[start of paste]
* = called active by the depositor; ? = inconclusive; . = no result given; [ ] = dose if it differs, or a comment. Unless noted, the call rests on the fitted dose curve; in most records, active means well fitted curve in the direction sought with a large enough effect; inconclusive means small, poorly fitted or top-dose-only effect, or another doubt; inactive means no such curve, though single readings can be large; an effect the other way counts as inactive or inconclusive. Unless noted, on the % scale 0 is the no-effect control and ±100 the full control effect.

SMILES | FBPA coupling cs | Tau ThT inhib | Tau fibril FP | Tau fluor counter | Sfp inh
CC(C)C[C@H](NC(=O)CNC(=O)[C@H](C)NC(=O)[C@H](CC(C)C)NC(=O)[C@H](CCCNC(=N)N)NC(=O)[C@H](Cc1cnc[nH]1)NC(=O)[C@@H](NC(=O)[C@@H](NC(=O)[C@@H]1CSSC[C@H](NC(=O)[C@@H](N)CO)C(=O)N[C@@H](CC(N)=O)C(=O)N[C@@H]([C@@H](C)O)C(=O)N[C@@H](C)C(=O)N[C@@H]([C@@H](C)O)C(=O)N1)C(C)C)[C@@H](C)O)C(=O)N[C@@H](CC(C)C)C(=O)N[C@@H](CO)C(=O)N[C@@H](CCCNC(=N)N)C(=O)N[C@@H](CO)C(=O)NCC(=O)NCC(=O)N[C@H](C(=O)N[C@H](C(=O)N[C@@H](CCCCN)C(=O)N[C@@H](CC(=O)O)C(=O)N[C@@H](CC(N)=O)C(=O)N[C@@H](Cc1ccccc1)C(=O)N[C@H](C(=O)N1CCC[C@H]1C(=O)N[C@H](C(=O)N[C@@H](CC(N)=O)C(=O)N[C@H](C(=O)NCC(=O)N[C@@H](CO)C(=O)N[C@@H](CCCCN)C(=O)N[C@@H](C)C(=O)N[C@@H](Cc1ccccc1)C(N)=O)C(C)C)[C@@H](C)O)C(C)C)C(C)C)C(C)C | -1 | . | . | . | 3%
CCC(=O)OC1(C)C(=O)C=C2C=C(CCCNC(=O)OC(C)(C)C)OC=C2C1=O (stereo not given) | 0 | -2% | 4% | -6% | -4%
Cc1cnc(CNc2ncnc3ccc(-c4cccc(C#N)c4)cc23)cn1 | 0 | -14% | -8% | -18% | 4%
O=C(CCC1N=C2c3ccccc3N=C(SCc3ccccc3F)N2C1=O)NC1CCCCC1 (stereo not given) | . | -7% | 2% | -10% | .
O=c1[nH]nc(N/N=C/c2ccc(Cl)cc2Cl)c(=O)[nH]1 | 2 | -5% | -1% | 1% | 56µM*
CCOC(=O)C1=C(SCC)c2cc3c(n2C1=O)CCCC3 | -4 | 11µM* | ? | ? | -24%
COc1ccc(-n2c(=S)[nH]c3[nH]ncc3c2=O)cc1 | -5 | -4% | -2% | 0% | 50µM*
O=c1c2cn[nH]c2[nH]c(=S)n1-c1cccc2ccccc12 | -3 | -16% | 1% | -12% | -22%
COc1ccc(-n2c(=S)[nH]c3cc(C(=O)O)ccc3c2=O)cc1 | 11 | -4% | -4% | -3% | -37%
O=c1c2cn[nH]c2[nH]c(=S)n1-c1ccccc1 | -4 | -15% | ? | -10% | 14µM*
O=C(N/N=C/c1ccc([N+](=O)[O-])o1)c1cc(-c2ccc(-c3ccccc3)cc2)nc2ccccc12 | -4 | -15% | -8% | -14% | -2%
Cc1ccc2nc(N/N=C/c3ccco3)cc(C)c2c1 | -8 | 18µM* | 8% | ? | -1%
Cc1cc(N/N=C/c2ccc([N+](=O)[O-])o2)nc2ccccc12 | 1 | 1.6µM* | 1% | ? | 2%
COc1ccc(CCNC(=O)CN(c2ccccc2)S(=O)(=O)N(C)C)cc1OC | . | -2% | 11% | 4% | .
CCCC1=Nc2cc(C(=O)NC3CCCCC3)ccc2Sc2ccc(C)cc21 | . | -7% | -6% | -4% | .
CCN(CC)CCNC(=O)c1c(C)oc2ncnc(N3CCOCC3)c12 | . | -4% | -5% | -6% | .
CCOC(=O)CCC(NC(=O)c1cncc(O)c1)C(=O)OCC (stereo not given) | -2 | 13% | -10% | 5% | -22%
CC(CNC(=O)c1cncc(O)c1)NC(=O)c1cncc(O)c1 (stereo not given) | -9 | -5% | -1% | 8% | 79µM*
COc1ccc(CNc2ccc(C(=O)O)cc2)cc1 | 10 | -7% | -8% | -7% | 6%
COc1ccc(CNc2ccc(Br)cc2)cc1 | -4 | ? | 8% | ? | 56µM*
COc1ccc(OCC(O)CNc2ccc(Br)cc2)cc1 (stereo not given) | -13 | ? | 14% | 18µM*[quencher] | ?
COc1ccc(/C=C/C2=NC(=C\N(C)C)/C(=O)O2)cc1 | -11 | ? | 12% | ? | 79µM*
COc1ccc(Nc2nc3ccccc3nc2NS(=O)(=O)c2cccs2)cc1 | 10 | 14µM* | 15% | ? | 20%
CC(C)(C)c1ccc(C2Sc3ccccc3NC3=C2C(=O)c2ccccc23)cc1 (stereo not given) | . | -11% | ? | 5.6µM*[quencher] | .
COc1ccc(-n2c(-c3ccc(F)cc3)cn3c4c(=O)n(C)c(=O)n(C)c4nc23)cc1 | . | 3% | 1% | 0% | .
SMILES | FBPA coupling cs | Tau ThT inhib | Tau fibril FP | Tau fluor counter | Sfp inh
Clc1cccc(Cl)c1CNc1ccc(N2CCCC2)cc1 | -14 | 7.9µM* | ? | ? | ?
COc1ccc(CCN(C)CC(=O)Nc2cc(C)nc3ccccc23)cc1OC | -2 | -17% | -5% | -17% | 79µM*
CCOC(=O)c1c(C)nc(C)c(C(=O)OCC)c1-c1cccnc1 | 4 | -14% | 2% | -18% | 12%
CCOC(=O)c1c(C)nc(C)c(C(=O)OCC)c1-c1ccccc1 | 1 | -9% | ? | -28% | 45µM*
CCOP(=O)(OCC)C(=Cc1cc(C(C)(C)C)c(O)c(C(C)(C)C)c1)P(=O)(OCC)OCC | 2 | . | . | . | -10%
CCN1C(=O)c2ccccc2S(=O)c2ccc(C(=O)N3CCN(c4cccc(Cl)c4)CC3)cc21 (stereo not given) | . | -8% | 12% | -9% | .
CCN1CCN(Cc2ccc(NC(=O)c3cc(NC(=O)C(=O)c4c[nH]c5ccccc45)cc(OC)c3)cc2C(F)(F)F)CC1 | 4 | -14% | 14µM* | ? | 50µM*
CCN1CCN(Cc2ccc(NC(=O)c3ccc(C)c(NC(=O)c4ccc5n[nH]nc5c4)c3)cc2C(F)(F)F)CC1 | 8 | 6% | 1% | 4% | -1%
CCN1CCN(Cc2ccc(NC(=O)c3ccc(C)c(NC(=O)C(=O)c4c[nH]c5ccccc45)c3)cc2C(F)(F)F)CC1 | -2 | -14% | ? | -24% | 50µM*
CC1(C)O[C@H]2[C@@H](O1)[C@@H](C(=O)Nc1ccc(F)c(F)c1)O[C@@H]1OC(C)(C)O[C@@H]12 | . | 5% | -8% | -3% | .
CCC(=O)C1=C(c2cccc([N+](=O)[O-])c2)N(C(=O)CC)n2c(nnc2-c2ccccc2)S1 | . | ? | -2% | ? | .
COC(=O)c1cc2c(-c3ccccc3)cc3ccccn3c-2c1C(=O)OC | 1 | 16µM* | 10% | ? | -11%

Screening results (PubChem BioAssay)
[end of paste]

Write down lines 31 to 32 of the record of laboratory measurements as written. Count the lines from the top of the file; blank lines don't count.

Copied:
CCOC(=O)c1c(C)nc(C)c(C(=O)OCC)c1-c1cccnc1 | 4 | -14% | 2% | -18% | 12%
CCOC(=O)c1c(C)nc(C)c(C(=O)OCC)c1-c1ccccc1 | 1 | -9% | ? | -28% | 45µM*